George Glamack

From Wikipedia, the free encyclopedia
Jump to: navigation, search
George Glamack
Personal information
Born (1918-06-07)June 7, 1918
Johnstown, Pennsylvania
Died March 10, 1987(1987-03-10) (aged 68)
Nationality American
Listed height 6 ft 6 in (1.98 m)
Listed weight 225 lb (102 kg)
Career information
High school Johnstown (Johnstown, Pennsylvania)
College North Carolina (1938–1941)
Position Power forward / Center
Number 99
Career history
1941–1942 Akron Goodyear Wingfoots
1945–1947 Rochester Royals
1947–1948 Indianapolis Kautskys
1948–1949 Hammond Calumet Buccaneers
1948–1949 Indianapolis Jets
Career highlights and awards
Stats at

George Gregory Glamack (June 7, 1919 – March 10, 1987) was an American basketball player of Serbian origin born in Johnstown, Pennsylvania.

A 6'6" forward-center, Glamack attended the University of North Carolina at Chapel Hill. Glamack, an All-American in 1940 and 1941, was nicknamed the Blind Bomber because he had very poor eyesight and had to rely on the lines drawn on the court when shooting.[1] The Spaulding Guide noted that "Glamack, who is ambididextrous when on the court, is also so nearsighted that the ball is merely a dim object, but apparently he never looked where he was shooting, depending upon his sense of distance and direction." The secret of "The Blind Bomber" was looking at the black lines on the court. By doing that he knew where he was in reference to the basket and measure the shot.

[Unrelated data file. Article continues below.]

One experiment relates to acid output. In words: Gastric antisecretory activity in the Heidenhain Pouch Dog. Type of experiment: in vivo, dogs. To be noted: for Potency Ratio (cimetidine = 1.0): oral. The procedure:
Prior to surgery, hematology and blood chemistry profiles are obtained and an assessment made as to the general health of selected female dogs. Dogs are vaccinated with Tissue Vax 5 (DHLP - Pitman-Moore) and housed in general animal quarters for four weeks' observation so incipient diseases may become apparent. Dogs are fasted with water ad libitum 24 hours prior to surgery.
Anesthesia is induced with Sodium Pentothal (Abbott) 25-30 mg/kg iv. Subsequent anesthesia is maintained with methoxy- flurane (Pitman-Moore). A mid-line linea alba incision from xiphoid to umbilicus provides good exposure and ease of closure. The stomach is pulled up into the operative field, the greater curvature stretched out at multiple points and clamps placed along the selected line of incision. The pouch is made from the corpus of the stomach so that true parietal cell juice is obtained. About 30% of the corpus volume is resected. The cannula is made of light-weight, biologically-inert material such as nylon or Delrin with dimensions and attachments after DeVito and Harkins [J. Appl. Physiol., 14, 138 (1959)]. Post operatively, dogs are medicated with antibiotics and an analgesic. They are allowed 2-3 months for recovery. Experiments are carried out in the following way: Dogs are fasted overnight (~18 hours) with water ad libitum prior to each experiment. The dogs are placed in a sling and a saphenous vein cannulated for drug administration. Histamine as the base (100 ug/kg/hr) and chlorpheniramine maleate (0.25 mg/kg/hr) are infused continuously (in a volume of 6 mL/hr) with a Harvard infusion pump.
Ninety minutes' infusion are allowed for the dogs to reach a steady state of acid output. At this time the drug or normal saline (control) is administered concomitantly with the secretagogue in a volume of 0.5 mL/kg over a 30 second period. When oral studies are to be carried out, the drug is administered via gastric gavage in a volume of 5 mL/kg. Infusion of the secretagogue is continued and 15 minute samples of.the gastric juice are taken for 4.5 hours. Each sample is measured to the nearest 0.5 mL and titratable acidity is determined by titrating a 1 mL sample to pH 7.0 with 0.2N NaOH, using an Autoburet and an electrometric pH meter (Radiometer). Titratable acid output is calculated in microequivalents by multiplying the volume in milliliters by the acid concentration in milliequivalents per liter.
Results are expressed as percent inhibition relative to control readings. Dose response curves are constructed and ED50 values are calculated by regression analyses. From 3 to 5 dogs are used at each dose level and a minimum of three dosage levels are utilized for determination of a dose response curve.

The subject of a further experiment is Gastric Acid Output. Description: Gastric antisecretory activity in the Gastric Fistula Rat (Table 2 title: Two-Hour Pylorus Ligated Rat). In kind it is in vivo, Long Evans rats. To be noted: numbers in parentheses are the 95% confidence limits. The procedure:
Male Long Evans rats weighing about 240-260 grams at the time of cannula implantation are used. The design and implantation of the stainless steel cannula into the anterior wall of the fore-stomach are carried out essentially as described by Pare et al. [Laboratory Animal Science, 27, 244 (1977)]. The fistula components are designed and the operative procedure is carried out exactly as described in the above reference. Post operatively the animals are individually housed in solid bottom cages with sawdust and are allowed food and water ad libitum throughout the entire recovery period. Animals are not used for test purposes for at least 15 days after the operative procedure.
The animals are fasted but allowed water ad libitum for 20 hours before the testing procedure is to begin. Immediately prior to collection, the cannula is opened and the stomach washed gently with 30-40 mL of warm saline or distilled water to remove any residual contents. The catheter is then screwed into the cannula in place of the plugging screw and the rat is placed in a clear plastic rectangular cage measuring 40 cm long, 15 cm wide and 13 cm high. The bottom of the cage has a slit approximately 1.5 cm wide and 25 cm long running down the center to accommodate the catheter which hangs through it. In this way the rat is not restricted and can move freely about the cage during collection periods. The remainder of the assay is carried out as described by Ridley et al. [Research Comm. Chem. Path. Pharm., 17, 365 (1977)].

He scored 45 points against Clemson in 1941, still the fourth-highest total in UNC history.[2] That year, he led UNC to a Southern Conference championship and the NCAA tournament. In both 1940 and 1941 he won the Helms Foundation Player of the Year which was the only MVP award of that time. He is one of eight players to have his jersey number retired by UNC, the others being Jack Cobb, Lennie Rosenbluth, Phil Ford, James Worthy, Michael Jordan, Antawn Jamison, and Tyler Hansbrough.

Glamack entered pro basketball in 1941. In 1945 he joined the Rochester Royals of the National Basketball League.[3] Glamack scored a team high 12.3 points per game and the team finished with a record of 24-10. They would go on to win the 1946 championship, defeating the Sheboygan Red Skins 3-0.[4] The next year Glamack scored 8.5 poins per game and the team finished with a record of 31-13,[5] the best record in the league. The team went to the finals again in 1947 but lost to George Mikan and the Chicago American Gears. Glamack retired from professional basketball in 1951.


External links[edit]